Media release – Victorian – Road safety audit tool

Media release – Victorian – Road safety audit tool

June 19, 2014

New study identifies problems on our roads for vision impaired walkers

An audit of intersections and footpaths at five Victorian locations has revealed that motorists’ failing to give way at traffic lights is the biggest problem for pedestrians who are blind or have low vision.

As part of the audit, 113 pedestrians with low vision were surveyed at Kew, Kooyong, Kensington, Geelong and Belmont. The overall findings concluded that 81 per cent of those surveyed said motorists’ failing to stop at traffic lights is their biggest concern.

“Driver behaviour is a big issue,” said Dr Ben Rossiter, Executive Officer at Victoria Walks. “The site audits revealed a whole raft of problems like poor intersection design, dangerous rail crossings and sub-standard shared paths, even in areas where people with vision impairment frequently walk.”

The tool used in the audit was developed by Victoria Walks – the State’s leading walking organisation– together with orientation and mobility specialists from Vision Australia and Guide Dogs Victoria, and road safety and engineering experts.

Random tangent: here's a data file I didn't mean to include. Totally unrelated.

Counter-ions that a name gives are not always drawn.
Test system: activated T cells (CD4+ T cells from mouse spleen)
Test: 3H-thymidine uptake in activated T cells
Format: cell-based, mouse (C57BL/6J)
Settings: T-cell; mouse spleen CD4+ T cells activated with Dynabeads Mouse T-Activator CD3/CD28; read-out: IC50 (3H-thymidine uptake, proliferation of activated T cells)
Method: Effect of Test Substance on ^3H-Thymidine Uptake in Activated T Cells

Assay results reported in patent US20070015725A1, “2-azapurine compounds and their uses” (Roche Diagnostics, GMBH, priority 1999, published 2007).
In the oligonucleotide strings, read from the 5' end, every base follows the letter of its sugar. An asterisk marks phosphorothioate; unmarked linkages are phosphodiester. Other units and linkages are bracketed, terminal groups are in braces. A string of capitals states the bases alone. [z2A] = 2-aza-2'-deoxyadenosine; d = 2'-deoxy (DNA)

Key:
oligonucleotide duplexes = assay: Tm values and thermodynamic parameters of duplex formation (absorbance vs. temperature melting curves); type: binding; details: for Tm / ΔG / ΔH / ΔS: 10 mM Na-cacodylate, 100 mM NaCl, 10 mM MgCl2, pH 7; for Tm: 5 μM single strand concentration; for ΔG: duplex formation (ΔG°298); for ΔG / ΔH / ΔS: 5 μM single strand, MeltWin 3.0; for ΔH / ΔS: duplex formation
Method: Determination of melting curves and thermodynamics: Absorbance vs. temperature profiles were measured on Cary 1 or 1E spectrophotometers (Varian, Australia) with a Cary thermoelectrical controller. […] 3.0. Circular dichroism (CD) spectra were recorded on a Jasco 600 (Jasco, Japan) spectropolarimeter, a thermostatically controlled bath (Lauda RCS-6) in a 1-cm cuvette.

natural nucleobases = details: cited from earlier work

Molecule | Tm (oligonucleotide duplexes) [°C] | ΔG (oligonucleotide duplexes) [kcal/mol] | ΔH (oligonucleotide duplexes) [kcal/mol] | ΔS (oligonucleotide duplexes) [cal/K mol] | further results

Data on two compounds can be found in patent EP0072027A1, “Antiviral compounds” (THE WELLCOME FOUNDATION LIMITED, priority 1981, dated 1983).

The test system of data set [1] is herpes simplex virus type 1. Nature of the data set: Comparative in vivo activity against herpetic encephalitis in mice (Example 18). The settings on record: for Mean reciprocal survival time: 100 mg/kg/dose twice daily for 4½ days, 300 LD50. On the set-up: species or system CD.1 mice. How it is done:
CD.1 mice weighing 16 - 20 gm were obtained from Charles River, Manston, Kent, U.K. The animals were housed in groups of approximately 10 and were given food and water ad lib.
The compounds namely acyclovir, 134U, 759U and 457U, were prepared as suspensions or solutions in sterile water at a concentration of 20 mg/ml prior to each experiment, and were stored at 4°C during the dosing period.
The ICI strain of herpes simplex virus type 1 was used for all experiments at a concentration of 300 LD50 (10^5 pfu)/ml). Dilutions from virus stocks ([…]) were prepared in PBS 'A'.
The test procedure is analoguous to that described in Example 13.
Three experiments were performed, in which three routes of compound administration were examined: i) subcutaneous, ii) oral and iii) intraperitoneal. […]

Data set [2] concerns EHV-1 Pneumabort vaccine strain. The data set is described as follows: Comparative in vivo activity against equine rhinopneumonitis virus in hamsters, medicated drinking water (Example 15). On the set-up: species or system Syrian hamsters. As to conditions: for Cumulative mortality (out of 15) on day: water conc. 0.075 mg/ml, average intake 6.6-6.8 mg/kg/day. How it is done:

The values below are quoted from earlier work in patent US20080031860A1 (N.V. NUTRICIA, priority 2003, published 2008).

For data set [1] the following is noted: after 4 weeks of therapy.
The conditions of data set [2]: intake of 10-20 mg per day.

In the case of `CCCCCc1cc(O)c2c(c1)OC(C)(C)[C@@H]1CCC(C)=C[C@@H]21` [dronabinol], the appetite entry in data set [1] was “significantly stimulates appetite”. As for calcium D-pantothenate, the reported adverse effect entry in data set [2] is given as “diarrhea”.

The audit tool, funded by the Victorian Community Road Safety Partnership Program run by VicRoads is a comprehensive checklist that can be completed online or in a downloadable format.

“VicRoads has to be commended for funding this work to look at the problems faced by pedestrians who have vision impairment,” said Dr Rossiter, Executive Officer at Victoria Walks.

The tool was also developed to build a better understanding of why 1 in 12 pedestrians with vision impairment have been hit by a vehicle or cyclist in the past five years.

Ron Hooton, Vision Australia Chief Executive Office, and Karen Hayes, CEO Guide Dogs Victoria said the findings are a reminder to the community to be mindful of those who rely on the good sense of drivers.

“Just like a mother with a pram, people who are blind or have low vision rely on sensible driving by motorists and need to be able to trust the safety standard of footpaths and intersections when they’re out and about.”

The organisations also sought advice from VicRoads and local councils when developing the tool. It, and the findings, have now been presented to road safety authorities and local councils to use so they can continue to capture relevant road safety and engineering issues that relate to pedestrians with vision impairment.

To find out more about the audit tool, go to – See more at:

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